A couple of other notes: I bet you could use parsley or basil for the fresh herb and would have a slightly different but equally delicious final product. One thing I love about cooking in the summer is that if I want a little of some fresh herbs I have them growing fresh right out in our garden rather than having to buy an entire bunch from the store. Yet I often forget to pick what I need before I am in the kitchen cooking. This has become one of the ways I enlist Willem's help in the cooking lately [summer 2017], handing him the kitchen scissors and asking him to go fetch a certain amount of something. It's made me realize he's a little fuzzy on which herb is which so it's been a learning experience. He knows what the basil is (we've got a ton of that and it's a precious ingredient in pesto which he loves). And he's fairly involved in the gardening in general, but the herbs overall I guess are just not high on his priority list. The other day I sent him for cilantro, describing where it was in the garden and how many stems to get, and he came back with parsley. The night I made this I sent him out for parsley and after a couple minutes went to peek out the window and saw him contemplating the oregano and lavender so I called out to him and pointed him in the right direction in time. After he came in I stuck it in his face in hopes that his good sense of smell would help him remember next time.

Fresh Corn Cream Sauce with Pasta 

6 - 8 ears fresh corn, or 2 or 3 C frozen corn
1 lb. pasta (penne, rotini, bow ties)
~4 T butter
2 C milk +
salt and pepper
1 - 2 green onions, sliced, or 1/4 of an onion, diced
2 - 3 T fresh parsley, minced
~1/4 C flour 
1/3 C Parmesan, grated 

Cut corn off cobs. (In our notes we wrote to boil the corn, then cut it off. I don't think this is necessary as you end up sauteing it a few minutes anyway, although the one plus to dunking it in the boiling water for a minute first is that it is much easier to slice off the cob if it's been cooked without the kernels flying everywhere.) Cook pasta in the same water after corn if you've cooked the corn. 

In large pan, melt butter. Add onions, and soften a bit over low heat (I covered the pan). Add corn and saute briefly. Add flour, stirring in a little at a time. Slowly add milk, stirring. It will thicken up a bit. 

Add parsley, Parmesan, salt, and pepper at the end. Serve over, or stirred into, pasta.

No-Knead Overnight Bread

A friend recommended this recipe to us to go with roast beef for a holiday party a few years ago. It now feels like roast beef would be incomplete without this perfect, easy bread. We could make it any time but it's become a tradition along with a roast and vegetables for Christmas dinners. It is crackly, crusty, on the outside and tender inside.

No-Knead Bread
from Jim Lahey, via The New York Times

Time: About 1½ hours plus 14 to 20 hours’ rising

3 C all-purpose or bread flour, more for dusting
¼ t instant yeast
1¼ t salt
Cornmeal or wheat bran as needed

In a large bowl combine flour, yeast, and salt. Add 1 5/8 cups water, and stir until blended; dough will be shaggy and sticky. Cover bowl with plastic wrap. Let dough rest at least 12 hours, preferably about 18, at warm room temperature, about 70 degrees.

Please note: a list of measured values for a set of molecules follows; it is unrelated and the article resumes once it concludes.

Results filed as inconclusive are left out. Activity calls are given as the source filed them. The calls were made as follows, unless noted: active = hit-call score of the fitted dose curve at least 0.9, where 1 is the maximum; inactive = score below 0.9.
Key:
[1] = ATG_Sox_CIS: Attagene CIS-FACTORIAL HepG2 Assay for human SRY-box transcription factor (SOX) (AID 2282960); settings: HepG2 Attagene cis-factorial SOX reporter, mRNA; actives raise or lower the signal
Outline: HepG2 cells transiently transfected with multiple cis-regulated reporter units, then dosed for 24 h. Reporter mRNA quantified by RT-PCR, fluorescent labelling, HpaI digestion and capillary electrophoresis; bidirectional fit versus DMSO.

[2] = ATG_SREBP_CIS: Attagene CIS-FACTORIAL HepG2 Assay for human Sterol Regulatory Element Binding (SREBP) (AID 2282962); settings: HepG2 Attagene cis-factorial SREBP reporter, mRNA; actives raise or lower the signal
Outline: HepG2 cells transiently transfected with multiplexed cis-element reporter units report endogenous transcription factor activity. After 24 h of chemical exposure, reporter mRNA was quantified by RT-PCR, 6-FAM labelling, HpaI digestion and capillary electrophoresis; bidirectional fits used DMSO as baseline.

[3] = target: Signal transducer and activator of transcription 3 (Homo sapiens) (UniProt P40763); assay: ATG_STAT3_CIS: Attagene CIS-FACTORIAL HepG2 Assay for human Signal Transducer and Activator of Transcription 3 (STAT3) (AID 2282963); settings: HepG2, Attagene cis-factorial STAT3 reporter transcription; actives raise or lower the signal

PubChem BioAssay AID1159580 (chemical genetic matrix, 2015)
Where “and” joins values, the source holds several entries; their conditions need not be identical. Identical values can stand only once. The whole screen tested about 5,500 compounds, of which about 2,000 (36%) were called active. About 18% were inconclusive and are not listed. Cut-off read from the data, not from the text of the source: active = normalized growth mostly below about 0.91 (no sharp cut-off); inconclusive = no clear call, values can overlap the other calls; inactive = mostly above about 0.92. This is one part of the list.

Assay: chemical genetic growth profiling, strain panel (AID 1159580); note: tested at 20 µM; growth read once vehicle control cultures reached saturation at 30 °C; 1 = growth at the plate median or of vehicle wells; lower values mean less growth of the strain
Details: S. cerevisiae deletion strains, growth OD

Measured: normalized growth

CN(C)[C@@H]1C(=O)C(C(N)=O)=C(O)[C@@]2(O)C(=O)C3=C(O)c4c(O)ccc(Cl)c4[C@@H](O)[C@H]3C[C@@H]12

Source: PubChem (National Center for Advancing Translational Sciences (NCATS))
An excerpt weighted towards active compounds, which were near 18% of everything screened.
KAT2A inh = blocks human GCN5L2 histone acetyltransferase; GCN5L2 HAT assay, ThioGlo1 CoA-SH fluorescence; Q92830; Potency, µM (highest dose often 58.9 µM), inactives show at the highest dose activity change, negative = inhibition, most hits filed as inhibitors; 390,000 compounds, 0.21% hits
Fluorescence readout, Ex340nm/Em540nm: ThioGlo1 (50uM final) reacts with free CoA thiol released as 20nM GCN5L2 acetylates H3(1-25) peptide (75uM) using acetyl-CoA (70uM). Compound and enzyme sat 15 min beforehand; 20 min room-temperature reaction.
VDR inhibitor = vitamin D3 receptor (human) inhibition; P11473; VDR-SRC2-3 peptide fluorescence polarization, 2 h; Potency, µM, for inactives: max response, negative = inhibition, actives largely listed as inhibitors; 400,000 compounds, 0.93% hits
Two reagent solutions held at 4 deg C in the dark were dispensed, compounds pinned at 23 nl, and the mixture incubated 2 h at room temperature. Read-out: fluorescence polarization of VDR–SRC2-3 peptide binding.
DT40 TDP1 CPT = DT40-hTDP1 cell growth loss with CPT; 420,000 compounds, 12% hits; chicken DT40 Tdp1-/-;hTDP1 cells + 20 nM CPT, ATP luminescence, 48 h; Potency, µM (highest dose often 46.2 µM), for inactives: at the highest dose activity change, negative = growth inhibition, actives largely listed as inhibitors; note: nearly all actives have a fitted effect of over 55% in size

Dough is ready when its surface is dotted with bubbles. Lightly flour a work surface and place dough on it; sprinkle it with a little more flour and fold it over on itself once or twice. Cover loosely with plastic wrap and let rest about 15 minutes.

Using just enough flour to keep dough from sticking to work surface or to your fingers, gently and quickly shape dough into a ball. Generously coat a cotton towel (not terry cloth) with flour, wheat bran or cornmeal; put dough seam-side-down on towel and dust with more flour, bran, or cornmeal. Cover with another cotton towel and let rise for about 2 hours. When it is ready, dough will be more than double in size and will not readily spring back when poked with a finger.

At least a half hour before dough is ready, heat oven to 450 degrees. Put a 6- to 8-quart heavy covered pot (cast iron, enamel, Pyrex, or ceramic-- we used our 5-quart round Le Crueset) in oven as it heats. When dough is ready, carefully remove pot from oven. Slide your hand under towel and turn dough over into pot, seam side up; it may look like a mess, but that is O.K. Shake pan once or twice if dough is unevenly distributed; it will straighten out as it bakes. Cover with lid and bake 30 minutes, then remove lid and bake another 15 to 30 minutes, until loaf is beautifully browned. Cool on a rack.

Slice, and enjoy as is or with salted butter alongside dinner.

Yield: One 1½-pound loaf.


Parmesan & Honey

We fell in love with this combination that we'd never before had back in 2009 when we went to Italy. We had it at Enoteca la Fortezza di Montalcino, outdoors, after walking along the castello walls and while looking forward to exploring Brunello di Montalcino land for the day. We were in the courtyard of an old castle and got to sample several different ages of Parmesan (we did this several times on the trip and oldest was always best) along with delicious honey.